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Is there a relationship between first-year psychology students’ disposition towards critical thinking and their logical reasoning skills?
The development of critical thinking skills, and a critical attitude towards evaluating
information and arguments are considered to be an essential part of tertiary education.
Our study examines the extent to which tertiary students’ self-reported disposition towards
critical thinking is related to their logical reasoning skills. Other studies have looked at this issue in various forms in the past. So our study is not new. Rather, it can be thought of as a replication of past studies, using different measuresto some of the other studies. This topic provides an impetus for you to read and learn more about critical thinking skills.
You’ll find a copy of the questionnaire on the Assessment/Research report page on Blackboard.
More details of the questionnaire can also be found at the end of this document.
This questionnaire will be discussed in detail in tutorials(especially weeks 3 & 4).
• We assessed critical thinking disposition using a short version (23 questions) of the
Actively Open-Minded Thinking Scale (West, Toplak, & Stanovich, 2008).
• We assessed critical thinking skills using syllogistic reasoning tasks. There were eight
questions taken from Markovitz and Nantel (1989, p. 12); four questions were taken from the Cornell Conditional Reasoning Test (Ennis et al., 1964). We will look at these questions in detail in the week 3 tutorial.
Here are 3 starter articles that the paper should be based on, the other 3 you can choose any of your liking.
Ennis, R. (1993). Critical thinking assessment. Theory into Practice, 32, 179-186.
This reference provides useful info on critical thinking assessment, including background on the Cornell Conditional Reasoning Test, from which we used four questions. The full
test can be found here: http://www.criticalthinking.net/%20CornellConditionalReas.pdf
Markovitz, H. & Nantel, G. (1989). The belief bias effect in the production and evaluation of logical conclusions. Memory & Cognition, 17, 11-17. doi: 10.3758/BF03199552.
This article is quite old, and isn’t included in the library’s online journal collection.
However, if you ‘google’ it, you can download it directly from the publisher.
West, R.F., Toplak, M.E., & Stanovich, K.E. (2008). Heuristics and biases as measures of
critical thinking: Associations with cognitive ability and thinking dispositions. Journal of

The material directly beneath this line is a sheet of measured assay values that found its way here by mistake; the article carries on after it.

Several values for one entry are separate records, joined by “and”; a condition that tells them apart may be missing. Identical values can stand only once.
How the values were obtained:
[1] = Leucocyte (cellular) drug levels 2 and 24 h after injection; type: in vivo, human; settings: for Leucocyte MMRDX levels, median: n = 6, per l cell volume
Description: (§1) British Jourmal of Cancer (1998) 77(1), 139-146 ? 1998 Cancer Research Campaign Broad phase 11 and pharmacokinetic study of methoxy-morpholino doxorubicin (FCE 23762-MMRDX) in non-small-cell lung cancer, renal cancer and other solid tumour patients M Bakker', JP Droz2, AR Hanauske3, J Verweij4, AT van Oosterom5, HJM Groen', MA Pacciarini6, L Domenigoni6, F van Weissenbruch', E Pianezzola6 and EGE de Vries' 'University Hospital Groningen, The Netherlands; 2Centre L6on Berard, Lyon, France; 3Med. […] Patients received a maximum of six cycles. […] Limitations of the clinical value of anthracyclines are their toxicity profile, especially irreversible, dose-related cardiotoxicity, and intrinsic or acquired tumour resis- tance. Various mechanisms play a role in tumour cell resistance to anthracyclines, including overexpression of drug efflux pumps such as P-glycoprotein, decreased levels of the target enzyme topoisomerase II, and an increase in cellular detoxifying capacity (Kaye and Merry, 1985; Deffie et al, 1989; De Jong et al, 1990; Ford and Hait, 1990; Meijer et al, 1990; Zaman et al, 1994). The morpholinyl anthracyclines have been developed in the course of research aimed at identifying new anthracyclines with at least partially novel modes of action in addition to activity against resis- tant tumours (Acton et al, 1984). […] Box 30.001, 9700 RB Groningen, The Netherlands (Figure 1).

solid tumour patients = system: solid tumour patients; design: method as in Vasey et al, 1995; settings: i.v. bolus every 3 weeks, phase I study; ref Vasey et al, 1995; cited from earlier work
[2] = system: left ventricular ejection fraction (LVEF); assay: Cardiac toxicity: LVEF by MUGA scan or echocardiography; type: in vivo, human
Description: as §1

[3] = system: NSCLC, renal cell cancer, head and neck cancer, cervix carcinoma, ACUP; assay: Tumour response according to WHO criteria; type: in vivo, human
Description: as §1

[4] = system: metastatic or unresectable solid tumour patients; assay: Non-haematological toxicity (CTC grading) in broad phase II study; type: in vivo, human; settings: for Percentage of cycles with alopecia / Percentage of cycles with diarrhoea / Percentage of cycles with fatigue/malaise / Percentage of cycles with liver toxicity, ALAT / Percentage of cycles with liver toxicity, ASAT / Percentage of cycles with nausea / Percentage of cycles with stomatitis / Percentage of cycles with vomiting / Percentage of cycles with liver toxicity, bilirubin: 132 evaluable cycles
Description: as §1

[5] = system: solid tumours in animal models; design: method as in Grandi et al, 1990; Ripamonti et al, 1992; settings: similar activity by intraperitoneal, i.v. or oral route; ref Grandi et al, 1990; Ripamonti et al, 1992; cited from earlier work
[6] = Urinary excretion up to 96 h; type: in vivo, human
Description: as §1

Educational Psychology, 100, 930-941. doi: 10.1037/a0012842.
This study is a very useful starting resource. It’s much more complex than ours, with
many more variables. But it contains measures similar to ours. These researchers used a
longer version of the Actively Open-Minded Thinking Scale, and as well asthe syllogistic
reasoning questions we used from Markovitz and N
The Relationship Between Disposition Towards Critical Thinking And Their Logical Reasoning Skills?
Length: 3 pages (825 Words)
The study aimed to investigate if there exists a relationship between first-year psychology students’ disposition towards critical thinking and their logical reasoning skills. Development of critical thinking skills and a critical attitude towards evaluating information and arguments are considered to be an essential part of tertiary education. A sample of 383 participants covering a wide age range, with most participants being under 21 years old completed copies of questionnaires. The feedback from the surveys was used to calculate the correlation between the variables. The study hypothesized that a positive relationship would occur between critical thinking and logical reasoning. Being able to reason logically is a vital aspect of critical thinking, and it is always worth improving on logical reasoning. The found a moderate correlation between open-mindedness and logical reasoning. The hypothesis is supported. However, the correlation found is only moderate.
The study examines the extent to which tertiary students’ self-reported disposition towards critical thinking is related to their logical reasoning skills. Other studies have been carried on this issue in the past and in many forms. This study can be thought as a replication of the previous studies since this is not new. The study provides an impetus for the reader considering the paper to learn more about skills in critical thinking.